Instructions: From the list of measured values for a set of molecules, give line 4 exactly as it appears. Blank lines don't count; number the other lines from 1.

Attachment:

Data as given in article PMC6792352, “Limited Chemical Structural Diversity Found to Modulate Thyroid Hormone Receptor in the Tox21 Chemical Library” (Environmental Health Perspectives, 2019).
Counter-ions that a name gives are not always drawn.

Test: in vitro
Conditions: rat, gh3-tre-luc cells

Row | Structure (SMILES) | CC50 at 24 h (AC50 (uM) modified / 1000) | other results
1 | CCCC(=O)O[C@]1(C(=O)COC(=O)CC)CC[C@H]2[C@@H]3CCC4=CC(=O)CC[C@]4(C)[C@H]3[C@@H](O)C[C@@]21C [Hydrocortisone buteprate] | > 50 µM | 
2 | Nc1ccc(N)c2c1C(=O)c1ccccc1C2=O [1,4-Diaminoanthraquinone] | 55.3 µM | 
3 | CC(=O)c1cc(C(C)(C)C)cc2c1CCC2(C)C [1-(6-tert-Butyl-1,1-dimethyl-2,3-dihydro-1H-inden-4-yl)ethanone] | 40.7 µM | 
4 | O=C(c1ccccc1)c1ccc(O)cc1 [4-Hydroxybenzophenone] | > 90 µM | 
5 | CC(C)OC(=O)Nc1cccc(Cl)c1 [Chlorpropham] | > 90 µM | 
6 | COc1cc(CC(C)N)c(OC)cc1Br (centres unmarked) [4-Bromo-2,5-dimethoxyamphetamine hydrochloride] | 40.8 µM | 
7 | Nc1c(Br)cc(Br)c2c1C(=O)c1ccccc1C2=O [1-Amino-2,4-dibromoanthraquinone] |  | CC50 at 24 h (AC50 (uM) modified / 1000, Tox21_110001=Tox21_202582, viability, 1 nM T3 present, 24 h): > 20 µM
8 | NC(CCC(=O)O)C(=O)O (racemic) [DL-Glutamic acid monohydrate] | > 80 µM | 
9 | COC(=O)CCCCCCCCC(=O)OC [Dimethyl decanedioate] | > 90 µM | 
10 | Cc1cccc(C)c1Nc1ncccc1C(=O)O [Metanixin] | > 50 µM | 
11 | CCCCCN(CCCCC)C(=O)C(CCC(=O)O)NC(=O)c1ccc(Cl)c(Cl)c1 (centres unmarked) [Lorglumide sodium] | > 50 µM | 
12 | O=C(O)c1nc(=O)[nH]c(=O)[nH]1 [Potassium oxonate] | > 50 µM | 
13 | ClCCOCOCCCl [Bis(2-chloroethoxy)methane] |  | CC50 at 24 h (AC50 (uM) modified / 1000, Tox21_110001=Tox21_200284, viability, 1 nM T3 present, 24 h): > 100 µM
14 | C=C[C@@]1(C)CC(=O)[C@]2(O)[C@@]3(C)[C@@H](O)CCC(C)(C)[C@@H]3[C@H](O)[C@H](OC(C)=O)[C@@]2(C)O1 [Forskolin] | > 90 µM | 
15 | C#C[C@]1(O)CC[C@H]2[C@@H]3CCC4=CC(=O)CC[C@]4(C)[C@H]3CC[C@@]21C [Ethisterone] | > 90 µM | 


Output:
Conditions: rat, gh3-tre-luc cells